Sometimes you visit a place and just feel at ease, an instant connection. I felt that with Amman, as I stepped out into the bustling streets with vendors selling spices and tea, I felt that sense of raw energy that is somewhat missing in Dubai. I felt that finally I was in the real Middle East.
Being a Friday, the holy day for Muslims, most shops were closed. I was aware of this, and had planned to just wander and see where it took me. One of the first streets I encountered had nothing but pet shops! Of course I went in and cooed over the kittens and puppies! It’s a miracle I didnt buy one. I haven’t seen many people with dogs here – cats seem to be the preferred pet in the Middle East, and often you’ll find locals feeding stray cats with milk and tuna.
My first food stop was at a famous cafe called Shams el Balad. I didn’t realise it’s fame at the time, I was just attracted by its appearance and bustling crowds. It is actually incredibly expensive but for one visit was worth it. I had a strawberry lemonade, macchiato and an amazing hummus and roasted veggie sandwich in the most tasty bread. Everything was clearly freshly cooked, even the tomatoes were bursting with flavour and the herbs added to this. As always in the Middle East there is never any rush- don’t expect to be seated at a table, given a menu and asked for your order within three minutes as is common in the West. And if the waiter forgets your order well it’s not unusual.
After a leisurely brunch I continued onwards to the famous rainbow street- home to many cafes and quirky shops. As it was a Friday many places were closed but nevertheless I enjoyed the wander. I decided to head to the Jett bus station to buy my ticket for Petra on Sunday (I’m leaving at 6am on the only bus argh). I didn’t realise how hilly Amman is- but on the positive side you do get some fantastic views.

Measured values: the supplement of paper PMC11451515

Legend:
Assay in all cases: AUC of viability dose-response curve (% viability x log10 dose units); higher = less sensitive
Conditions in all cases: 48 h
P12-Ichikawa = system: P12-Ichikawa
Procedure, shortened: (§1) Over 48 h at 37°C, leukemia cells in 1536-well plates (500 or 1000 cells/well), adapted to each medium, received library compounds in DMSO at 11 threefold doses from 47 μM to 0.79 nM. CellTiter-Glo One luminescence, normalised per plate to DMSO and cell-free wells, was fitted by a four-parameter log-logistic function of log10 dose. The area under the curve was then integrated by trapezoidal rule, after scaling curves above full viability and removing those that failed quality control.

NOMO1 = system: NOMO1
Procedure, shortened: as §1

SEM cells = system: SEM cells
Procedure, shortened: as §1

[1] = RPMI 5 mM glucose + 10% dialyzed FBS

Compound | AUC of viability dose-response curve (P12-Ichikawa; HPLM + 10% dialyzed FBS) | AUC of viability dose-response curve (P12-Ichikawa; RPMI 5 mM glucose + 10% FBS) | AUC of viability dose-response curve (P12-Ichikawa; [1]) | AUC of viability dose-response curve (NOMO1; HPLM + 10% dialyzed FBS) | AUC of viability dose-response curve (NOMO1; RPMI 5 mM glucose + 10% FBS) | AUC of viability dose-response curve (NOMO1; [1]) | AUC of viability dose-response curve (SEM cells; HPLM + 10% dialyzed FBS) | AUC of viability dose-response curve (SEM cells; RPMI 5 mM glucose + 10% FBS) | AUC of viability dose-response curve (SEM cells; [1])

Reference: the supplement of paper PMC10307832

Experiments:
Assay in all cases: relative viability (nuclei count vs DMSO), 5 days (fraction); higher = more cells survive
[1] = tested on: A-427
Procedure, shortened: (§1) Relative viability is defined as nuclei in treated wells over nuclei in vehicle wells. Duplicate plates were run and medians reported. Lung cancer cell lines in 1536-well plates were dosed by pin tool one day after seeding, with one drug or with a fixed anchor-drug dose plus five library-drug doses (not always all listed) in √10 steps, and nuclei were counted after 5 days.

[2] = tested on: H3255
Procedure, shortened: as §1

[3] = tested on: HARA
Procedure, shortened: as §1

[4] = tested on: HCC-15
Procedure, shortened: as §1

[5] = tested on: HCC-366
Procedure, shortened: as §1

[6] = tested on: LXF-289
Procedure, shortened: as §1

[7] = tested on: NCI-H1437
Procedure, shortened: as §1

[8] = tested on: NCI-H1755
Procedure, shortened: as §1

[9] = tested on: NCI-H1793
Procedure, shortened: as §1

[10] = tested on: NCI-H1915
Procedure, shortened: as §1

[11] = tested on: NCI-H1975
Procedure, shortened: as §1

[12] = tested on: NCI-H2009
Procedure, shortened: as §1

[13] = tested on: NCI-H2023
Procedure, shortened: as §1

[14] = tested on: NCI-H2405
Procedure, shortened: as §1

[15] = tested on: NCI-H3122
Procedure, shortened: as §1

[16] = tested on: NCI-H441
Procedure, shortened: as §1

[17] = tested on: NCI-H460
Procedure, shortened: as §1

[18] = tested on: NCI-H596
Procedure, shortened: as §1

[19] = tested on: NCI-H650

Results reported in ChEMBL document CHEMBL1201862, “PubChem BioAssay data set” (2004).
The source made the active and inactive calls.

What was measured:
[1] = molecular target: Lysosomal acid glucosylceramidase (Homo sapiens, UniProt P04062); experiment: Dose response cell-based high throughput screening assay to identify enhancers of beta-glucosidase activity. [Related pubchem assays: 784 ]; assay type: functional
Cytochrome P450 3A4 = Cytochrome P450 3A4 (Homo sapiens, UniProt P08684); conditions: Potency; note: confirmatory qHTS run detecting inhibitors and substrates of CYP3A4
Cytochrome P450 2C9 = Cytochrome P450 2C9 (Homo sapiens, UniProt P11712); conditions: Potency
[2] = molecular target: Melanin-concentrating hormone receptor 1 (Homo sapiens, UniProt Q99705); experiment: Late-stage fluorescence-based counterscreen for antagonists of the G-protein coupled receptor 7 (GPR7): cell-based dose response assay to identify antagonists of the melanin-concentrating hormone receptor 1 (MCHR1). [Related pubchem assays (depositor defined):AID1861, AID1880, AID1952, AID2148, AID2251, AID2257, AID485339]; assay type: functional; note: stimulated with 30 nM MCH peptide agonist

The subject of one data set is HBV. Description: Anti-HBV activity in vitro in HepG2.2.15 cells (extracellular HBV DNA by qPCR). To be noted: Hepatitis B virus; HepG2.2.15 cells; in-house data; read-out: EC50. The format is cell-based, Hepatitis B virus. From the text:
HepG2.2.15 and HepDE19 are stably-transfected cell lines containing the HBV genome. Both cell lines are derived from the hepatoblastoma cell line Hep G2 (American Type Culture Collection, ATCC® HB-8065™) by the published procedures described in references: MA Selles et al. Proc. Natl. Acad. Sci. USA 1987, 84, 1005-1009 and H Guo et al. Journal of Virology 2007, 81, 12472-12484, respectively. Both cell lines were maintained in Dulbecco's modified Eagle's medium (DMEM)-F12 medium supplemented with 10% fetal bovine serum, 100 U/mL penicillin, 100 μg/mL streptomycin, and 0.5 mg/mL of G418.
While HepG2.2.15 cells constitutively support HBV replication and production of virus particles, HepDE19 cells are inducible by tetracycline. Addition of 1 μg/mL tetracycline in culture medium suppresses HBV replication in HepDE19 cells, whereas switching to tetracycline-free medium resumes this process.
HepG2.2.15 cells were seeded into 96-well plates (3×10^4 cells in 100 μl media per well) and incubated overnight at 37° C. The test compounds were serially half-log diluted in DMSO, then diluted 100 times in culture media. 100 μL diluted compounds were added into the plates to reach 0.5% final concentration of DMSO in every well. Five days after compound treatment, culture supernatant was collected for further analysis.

After wandering around, thinking about the stories this place could tell, I walked down the hill to the Roman theatre where I was greeted by two adorable girls who cane running at me arms open for a hug. They were so sweet. So far I’ve found Jordanian people to be some of the most friendly in the world. “Welcome” is their greeting, along with “you are safe here”. They genuinely seem pleased to welcome visitors into their country – a far cry from the perceived hatred of the West we hear about so regularly in the media.
In saying that it is a very different culture and it’s important that you respect this. Most importantly for women is to cover up. And this includes shoulders, arms and wearing loose clothing. I find this clothing more comfortable to travel in anyway. But I’m always surprised and raise an imaginary eyebrow when I do see women flaunting these rules. It’s also advisable to say you’re married, as having a husband raises your respectability. This doesn’t mean to say you won’t get unwanted attention, but a lot of this really is curiosity. Expect stares, waves, “hello”, and the thing I hate most the kissing noise as you walk past. But I find that as I become more confident in my surroundings the less frequently this happens. I don’t initiate any eye contact with men, I will give a brief response of a hello, unless they are clearly being sleazy, when I just walk on.
In the evening I had falafel sandwiches and coffee in the Wild Jordan cafe- a lovely place again with lovely views in which the proceeds go towards conservation projects.
On my way back to the hostel I passed an alcohol shop! Living in Dubai this was an amazing and welcome sight! I sprinted across the road and couldn’t resist purchasing a bottle of local wine which I enjoyed half of before I went to sleep!
Hi, I live and work in Dubai. I enjoy getting out and about and seeing what Dubai has to offer, travelling in my holidays and spare time – prepare for blog posts about this, and cooking vegetarian recipes. I am passionate about travel and animals.